The news about the brutal beating of Saudi Arabian television
host, Rania al-Baz, by her husband last month, serves as a wake up
call to all Arab and Muslim women in the Middle East and the West.
Ms. Baz was married for six years to an abusive husband. In her
husband's last violent tirade, she says that he told her he'd kill
her, and forced her to recite the last rites. And he did almost kill
her - her pretty face, loved by so many who watched her morning show
daily, was pounded almost beyond recognition.
After days in the hospital and multiple operations, Baz has
recovered enough to tell her story and denounce violence against
women in her country.
Her case is significant because open debate about such issues is
rare in the Middle East, especially in conservative Saudi Arabia.
The Saudi kingdom is known for its harsh treatment of women, who
are prohibited from driving or leaving their homes without their
husbands, fathers, or brothers. In public, they are forced to wear
suffocating black veils that cover them from head to toe, turning
them into shadows of the men they walk behind. Baz wore a head scarf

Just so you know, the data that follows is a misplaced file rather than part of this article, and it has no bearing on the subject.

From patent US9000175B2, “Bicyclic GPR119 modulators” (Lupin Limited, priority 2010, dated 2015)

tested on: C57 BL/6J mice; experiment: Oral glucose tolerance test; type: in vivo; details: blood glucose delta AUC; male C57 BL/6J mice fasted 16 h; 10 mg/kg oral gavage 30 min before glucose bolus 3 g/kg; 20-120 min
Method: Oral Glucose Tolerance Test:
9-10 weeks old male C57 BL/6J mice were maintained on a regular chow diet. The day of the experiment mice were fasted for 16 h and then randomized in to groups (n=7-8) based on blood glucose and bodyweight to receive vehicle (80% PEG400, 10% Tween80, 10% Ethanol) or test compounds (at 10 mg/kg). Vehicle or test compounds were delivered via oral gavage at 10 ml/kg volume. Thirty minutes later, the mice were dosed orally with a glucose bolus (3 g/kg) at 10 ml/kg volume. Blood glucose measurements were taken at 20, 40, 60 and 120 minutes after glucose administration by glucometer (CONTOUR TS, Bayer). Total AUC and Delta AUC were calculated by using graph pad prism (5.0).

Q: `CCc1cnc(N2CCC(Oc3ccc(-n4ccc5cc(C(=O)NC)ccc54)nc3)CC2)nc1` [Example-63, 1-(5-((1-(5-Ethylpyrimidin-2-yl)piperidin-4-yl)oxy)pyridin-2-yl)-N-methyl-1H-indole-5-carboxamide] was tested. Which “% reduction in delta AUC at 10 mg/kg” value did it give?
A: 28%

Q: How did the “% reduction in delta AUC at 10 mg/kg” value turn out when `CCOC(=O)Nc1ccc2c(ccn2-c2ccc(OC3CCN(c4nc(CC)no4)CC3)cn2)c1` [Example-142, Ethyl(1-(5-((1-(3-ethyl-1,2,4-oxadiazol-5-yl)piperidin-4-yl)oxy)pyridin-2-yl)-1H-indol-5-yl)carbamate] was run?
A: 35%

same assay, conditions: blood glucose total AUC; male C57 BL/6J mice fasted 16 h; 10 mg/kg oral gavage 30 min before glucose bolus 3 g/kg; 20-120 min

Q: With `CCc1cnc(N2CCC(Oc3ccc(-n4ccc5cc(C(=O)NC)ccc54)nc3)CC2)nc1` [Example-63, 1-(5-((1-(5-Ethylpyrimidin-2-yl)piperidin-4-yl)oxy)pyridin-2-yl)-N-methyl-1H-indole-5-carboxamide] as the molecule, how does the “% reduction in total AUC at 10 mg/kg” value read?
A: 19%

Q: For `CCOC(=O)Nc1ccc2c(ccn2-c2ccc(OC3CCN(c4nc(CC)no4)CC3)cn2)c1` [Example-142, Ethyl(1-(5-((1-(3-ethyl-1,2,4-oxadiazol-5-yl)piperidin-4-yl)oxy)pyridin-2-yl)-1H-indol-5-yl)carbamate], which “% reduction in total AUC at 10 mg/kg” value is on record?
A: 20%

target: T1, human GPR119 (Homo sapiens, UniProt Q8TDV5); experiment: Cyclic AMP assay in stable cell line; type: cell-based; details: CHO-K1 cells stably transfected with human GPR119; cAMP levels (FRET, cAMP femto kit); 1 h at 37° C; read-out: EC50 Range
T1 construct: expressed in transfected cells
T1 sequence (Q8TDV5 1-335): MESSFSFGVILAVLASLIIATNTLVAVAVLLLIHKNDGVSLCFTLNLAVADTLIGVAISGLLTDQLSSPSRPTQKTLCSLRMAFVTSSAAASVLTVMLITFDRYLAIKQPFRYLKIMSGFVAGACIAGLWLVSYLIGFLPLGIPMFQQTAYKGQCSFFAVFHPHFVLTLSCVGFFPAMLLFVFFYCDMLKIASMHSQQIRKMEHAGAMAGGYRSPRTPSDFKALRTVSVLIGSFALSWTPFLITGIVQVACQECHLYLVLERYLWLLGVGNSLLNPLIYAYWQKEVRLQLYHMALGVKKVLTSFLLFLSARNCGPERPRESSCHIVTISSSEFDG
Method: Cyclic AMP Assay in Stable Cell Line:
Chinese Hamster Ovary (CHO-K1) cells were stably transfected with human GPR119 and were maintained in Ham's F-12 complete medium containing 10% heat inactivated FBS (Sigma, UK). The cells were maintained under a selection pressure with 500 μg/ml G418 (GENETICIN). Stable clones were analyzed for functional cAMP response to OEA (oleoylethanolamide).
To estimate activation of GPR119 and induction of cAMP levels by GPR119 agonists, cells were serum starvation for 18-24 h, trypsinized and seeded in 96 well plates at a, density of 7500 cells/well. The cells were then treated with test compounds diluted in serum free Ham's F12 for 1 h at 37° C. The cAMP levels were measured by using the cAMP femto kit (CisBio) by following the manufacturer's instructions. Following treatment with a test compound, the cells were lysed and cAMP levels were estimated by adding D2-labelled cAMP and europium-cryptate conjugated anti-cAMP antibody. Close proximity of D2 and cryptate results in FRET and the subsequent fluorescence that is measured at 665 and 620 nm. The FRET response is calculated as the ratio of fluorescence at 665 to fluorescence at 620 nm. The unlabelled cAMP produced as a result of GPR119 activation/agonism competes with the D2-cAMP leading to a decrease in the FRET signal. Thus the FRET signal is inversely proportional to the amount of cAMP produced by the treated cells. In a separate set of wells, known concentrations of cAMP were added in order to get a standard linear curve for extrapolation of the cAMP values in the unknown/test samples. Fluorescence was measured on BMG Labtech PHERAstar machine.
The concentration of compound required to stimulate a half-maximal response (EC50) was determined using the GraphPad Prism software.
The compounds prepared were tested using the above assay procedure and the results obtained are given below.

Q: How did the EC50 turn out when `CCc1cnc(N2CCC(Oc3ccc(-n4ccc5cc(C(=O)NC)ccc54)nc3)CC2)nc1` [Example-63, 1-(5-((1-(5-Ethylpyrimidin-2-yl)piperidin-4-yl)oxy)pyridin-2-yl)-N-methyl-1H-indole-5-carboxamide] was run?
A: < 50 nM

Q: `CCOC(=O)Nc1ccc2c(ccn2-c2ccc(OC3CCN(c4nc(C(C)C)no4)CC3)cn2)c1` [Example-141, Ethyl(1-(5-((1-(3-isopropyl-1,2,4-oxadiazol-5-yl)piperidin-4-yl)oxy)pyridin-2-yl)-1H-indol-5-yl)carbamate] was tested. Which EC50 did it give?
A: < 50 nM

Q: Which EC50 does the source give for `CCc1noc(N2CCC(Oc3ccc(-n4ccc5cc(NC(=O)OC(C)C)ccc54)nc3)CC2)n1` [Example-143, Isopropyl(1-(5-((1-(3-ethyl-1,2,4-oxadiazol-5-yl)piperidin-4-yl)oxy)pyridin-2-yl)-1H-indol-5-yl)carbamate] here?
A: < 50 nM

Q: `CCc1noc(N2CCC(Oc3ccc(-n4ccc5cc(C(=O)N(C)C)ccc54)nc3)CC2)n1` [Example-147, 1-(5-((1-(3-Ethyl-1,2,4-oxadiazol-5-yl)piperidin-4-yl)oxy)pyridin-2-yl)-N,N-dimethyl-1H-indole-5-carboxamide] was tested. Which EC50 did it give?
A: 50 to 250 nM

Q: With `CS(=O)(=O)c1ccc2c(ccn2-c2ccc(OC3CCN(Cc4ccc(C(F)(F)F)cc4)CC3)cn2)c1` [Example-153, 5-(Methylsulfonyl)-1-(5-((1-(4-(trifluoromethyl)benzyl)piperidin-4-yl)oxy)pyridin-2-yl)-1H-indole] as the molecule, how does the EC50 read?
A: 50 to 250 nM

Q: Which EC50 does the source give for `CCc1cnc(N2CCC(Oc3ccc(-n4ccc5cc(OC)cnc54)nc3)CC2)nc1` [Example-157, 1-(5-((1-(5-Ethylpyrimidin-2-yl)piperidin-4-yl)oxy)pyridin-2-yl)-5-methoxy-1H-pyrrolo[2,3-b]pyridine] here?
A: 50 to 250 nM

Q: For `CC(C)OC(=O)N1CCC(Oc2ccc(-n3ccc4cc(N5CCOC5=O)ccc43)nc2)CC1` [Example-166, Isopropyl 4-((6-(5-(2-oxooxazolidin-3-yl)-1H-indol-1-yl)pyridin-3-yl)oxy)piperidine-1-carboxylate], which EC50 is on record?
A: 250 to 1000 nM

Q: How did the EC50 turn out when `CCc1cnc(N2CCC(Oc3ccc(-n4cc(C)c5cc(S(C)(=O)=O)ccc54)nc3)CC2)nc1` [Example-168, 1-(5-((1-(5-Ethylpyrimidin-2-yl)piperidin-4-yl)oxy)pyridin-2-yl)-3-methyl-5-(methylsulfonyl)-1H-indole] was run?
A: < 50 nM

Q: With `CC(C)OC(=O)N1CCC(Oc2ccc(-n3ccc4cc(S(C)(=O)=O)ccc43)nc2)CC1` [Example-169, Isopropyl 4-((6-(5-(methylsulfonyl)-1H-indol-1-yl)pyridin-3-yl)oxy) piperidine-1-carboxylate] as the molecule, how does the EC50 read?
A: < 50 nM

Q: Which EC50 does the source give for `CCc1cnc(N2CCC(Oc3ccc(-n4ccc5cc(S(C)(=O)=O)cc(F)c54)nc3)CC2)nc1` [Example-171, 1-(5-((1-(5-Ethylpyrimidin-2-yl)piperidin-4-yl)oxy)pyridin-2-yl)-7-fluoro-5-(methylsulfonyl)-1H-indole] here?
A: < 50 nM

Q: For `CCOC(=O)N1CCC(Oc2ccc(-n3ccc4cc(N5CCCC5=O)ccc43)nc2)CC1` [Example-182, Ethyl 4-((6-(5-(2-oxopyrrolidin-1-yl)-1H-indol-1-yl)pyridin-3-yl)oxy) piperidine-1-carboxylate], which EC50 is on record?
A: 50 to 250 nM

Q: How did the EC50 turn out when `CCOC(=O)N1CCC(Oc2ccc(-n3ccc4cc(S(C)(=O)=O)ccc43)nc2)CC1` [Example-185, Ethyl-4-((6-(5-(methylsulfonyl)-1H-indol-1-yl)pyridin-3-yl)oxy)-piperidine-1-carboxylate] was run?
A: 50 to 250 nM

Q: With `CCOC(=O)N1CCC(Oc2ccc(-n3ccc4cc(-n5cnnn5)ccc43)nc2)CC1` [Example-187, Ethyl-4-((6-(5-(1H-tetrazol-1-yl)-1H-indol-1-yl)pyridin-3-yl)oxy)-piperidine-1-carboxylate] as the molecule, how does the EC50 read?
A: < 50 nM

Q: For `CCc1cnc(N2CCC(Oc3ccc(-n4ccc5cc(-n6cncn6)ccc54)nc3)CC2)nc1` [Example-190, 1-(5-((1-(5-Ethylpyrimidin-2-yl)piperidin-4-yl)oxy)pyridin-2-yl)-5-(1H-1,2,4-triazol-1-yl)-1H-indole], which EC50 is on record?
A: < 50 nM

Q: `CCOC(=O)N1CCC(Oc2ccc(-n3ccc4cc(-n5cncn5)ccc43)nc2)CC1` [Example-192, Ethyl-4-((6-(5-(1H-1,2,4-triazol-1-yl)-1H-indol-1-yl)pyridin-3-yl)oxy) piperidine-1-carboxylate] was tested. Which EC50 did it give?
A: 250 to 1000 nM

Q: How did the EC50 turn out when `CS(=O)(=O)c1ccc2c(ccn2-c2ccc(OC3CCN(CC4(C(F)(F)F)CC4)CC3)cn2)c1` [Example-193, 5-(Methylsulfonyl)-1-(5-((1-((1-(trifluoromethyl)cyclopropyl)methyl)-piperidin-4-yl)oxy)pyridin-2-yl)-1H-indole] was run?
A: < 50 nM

on her show, not a veil covering her face.
While violence toward women is not the norm in the Middle East,
it does exist and there is strong bias against women.
In parts of the region, women are second-class citizens. In
Kuwait, a 1963 law prohibits women from voting or running for
office. Recent attempts to change this law have all failed. In
remote areas of Jordan, honor killings (women murdered by family
members for perceived sexual indiscretions) still take place. Some
observers attribute the poor treatment of women to Islam, saying the
religion allows for it. But Islam prohibits violence and
discrimination against women.
More than 1,400 years ago, Islam honored women. The Koran
repeatedly emphasizes equality between the sexes, stating "and for
women are rights over men similar to those of men over women."
Islam gave women equal rights to engage in commerce, earn an
income, and own property. Women also have the right to divorce their
husbands. They can ask for divorce if physically, mentally, or
emotionally abused. They can even divorce husbands who cannot
fulfill their sexual needs.
The prophet Muhammad told his followers to take half of their
religion from his wife Aisha. He taught that women are the twin
halves of men. These were progressive ideas at a time when women
were considered such socioeconomic burdens that girls were often
buried alive at birth. Islam prohibited this savage practice,
restoring women's honor and place in humanity. …